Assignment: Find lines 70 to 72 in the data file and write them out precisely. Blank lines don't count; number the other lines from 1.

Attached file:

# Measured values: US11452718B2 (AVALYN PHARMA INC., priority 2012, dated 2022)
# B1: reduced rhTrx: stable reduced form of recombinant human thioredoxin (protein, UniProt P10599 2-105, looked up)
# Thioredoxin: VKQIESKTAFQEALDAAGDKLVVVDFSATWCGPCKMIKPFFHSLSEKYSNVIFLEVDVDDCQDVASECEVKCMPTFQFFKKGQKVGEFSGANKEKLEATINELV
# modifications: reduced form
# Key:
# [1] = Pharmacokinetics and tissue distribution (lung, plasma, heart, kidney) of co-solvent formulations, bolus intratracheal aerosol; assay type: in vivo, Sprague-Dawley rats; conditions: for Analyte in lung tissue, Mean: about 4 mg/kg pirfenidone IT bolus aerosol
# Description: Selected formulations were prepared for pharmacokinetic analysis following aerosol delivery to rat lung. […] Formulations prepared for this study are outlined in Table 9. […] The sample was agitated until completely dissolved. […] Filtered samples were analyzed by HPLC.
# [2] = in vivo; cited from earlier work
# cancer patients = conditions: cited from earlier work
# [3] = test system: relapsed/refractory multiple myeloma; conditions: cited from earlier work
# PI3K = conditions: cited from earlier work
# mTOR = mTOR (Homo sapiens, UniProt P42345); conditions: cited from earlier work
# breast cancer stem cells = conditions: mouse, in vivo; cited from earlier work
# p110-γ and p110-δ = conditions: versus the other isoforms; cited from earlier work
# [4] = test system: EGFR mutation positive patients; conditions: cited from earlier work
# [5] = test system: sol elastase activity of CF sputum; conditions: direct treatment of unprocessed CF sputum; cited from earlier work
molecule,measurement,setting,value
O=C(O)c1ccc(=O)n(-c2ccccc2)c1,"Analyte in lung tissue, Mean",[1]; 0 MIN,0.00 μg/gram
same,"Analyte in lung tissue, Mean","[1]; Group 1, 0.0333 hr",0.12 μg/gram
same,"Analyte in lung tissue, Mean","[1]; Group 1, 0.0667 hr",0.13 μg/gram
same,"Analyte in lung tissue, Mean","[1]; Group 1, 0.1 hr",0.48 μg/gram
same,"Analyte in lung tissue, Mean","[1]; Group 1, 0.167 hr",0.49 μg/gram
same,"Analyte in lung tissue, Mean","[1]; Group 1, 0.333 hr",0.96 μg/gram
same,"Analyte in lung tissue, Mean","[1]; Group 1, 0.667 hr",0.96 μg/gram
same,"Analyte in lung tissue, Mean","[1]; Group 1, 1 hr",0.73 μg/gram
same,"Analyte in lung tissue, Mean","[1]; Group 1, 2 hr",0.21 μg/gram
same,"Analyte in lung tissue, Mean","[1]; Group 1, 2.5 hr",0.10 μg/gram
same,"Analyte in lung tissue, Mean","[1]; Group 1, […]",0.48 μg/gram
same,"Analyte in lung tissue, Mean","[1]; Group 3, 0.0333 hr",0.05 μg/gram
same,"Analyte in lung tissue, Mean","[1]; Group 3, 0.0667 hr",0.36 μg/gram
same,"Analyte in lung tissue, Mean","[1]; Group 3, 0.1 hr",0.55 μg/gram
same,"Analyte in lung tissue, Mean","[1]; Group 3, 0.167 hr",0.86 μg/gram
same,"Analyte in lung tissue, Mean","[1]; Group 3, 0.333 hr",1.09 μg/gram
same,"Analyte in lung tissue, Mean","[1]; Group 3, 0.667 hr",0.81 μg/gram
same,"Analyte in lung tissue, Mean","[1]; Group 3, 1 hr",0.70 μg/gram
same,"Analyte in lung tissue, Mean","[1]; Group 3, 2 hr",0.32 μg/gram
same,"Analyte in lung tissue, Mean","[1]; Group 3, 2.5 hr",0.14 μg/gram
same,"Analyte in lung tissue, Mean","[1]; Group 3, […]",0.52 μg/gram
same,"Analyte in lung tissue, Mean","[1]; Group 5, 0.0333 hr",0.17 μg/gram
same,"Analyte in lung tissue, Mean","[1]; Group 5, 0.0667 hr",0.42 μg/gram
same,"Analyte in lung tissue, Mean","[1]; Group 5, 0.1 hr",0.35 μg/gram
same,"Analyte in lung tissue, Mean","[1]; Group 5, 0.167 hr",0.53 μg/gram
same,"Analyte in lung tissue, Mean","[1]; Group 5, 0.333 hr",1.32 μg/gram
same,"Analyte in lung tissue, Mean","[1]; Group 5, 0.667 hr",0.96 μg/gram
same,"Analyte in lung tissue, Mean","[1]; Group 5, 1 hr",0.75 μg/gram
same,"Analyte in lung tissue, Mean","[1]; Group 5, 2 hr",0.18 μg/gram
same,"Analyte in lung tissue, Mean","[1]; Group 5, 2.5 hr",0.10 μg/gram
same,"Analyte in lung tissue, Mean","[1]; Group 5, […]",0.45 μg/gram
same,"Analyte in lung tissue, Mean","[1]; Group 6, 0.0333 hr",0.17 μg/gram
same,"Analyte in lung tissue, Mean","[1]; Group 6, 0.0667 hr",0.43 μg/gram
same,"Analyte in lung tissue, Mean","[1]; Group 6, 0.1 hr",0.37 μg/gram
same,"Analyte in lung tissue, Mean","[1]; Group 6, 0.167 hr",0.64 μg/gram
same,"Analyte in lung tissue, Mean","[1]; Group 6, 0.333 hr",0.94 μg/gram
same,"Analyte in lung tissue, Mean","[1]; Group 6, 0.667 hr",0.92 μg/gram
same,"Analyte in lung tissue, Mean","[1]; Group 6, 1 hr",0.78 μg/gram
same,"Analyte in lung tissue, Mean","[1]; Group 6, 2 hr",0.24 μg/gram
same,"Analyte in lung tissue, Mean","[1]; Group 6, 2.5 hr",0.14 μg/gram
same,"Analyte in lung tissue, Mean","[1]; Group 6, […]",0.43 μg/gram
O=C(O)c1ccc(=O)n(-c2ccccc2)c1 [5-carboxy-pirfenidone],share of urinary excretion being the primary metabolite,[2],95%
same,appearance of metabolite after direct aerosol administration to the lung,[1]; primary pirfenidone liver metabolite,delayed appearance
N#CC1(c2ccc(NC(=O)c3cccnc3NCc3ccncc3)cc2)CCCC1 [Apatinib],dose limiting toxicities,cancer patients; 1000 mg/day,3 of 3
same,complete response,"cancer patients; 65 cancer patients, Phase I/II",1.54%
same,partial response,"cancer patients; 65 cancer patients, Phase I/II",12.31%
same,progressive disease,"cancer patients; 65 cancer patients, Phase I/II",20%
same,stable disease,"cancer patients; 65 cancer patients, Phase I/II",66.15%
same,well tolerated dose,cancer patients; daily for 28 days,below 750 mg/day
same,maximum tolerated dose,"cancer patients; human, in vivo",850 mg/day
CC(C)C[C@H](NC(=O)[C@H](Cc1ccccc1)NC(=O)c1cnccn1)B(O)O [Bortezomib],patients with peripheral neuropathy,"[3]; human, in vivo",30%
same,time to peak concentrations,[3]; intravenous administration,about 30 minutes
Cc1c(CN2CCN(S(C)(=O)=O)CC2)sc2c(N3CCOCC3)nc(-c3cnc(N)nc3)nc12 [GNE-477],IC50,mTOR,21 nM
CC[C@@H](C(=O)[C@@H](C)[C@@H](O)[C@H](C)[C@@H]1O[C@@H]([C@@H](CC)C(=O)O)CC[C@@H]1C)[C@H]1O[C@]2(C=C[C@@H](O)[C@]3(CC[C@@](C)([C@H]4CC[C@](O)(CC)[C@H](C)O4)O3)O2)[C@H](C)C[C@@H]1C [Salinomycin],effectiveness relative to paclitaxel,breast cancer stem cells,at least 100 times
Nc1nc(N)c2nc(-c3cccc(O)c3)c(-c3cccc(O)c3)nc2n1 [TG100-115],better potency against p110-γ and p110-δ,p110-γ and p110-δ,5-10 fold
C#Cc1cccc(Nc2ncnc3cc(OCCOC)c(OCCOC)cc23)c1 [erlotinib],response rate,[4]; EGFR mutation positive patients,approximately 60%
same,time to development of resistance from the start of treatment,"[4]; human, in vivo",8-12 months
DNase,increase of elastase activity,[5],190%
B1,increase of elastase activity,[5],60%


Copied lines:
Cc1c(CN2CCN(S(C)(=O)=O)CC2)sc2c(N3CCOCC3)nc(-c3cnc(N)nc3)nc12 [GNE-477],IC50,mTOR,21 nM
CC[C@@H](C(=O)[C@@H](C)[C@@H](O)[C@H](C)[C@@H]1O[C@@H]([C@@H](CC)C(=O)O)CC[C@@H]1C)[C@H]1O[C@]2(C=C[C@@H](O)[C@]3(CC[C@@](C)([C@H]4CC[C@](O)(CC)[C@H](C)O4)O3)O2)[C@H](C)C[C@@H]1C [Salinomycin],effectiveness relative to paclitaxel,breast cancer stem cells,at least 100 times
Nc1nc(N)c2nc(-c3cccc(O)c3)c(-c3cccc(O)c3)nc2n1 [TG100-115],better potency against p110-γ and p110-δ,p110-γ and p110-δ,5-10 fold